We safely made it across Chesapeake Bay and approximately an hour later, we arrived at our destination:  Tall Pines Harbor Campground in Sanford, VA.  When I was researching campgrounds near the kids, I found Tall Pines, which had wonderful reviews.  We were in such a hurry when we finally arrived, we failed to get a picture of the office/store area where we checked in.  It is new and very nice and the owners are extremely friendly and helpful.  You can see it at this site -- if you're interested.

They had sites located in the tall pines, but we chose a site that was clear to the sky so we would have good reception for our satellite.  However, we didn't stay around very much to actually watch TV.  We soon learned that there was so much to see and do and so little time.  We would like to go back when the kids are not with us and we are not on a time schedule -- we are retired, you know, we shouldn't be in such a hurry.   After arriving, we jumped in the car and made our way to Jon, Mindy and Allen's house in Greenbackville, approximately 30 minutes away.   We were starving and couldn't wait to see them and eat the delicious Mexican pork Carnitas, cheese dip, beans, etc. Mindy had waiting for us.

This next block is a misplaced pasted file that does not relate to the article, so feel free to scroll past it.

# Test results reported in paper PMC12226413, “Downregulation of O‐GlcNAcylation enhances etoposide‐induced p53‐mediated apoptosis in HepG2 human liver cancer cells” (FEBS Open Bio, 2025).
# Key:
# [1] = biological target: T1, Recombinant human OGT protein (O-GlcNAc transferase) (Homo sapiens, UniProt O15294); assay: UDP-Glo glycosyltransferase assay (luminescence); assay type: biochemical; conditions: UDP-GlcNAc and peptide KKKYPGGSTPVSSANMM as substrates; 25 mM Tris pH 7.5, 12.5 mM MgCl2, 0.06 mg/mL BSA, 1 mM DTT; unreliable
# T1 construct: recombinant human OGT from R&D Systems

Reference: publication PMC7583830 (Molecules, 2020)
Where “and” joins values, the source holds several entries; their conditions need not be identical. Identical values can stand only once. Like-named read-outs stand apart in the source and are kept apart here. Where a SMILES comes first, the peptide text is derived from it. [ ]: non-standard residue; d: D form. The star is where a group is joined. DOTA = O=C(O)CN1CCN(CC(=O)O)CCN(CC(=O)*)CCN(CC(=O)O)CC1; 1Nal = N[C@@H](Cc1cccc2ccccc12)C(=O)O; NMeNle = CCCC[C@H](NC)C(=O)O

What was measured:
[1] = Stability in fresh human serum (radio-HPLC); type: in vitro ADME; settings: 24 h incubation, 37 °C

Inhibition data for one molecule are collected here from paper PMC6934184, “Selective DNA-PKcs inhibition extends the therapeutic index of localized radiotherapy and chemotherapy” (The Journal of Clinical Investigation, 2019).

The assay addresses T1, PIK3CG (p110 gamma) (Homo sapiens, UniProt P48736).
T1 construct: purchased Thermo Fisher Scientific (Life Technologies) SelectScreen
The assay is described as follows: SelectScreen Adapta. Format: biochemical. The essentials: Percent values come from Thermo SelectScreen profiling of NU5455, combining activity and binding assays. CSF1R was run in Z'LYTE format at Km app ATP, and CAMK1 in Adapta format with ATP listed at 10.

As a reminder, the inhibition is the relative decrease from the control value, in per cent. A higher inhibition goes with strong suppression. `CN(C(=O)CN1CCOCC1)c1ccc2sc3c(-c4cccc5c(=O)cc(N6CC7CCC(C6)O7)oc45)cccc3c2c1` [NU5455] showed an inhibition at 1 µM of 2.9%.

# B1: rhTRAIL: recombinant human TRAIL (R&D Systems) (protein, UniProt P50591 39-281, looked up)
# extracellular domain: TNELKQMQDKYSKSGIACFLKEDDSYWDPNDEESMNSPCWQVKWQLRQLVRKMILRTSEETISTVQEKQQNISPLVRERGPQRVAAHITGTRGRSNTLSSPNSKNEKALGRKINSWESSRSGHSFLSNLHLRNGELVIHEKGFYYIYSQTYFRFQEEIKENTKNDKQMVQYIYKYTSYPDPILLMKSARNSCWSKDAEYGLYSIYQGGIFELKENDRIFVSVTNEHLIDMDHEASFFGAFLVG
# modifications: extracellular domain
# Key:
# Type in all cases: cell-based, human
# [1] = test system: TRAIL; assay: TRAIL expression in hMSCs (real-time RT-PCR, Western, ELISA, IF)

Below is our campsite.  As you can see, we had plenty of room.  We had neighbors on both sides when we first arrived, but by the end of the weekend -- when I actually had time to take a pic -- they were gone.  However, the owner said it would fill up fast by the end of the week -- there was a truck camper rally on the

That's it for now.  Please watch for our next posting as we share our Easter and what all we saw and did in VA.  In the meantime, may God continue to bless our family and friends and may God continue to bless our voyage.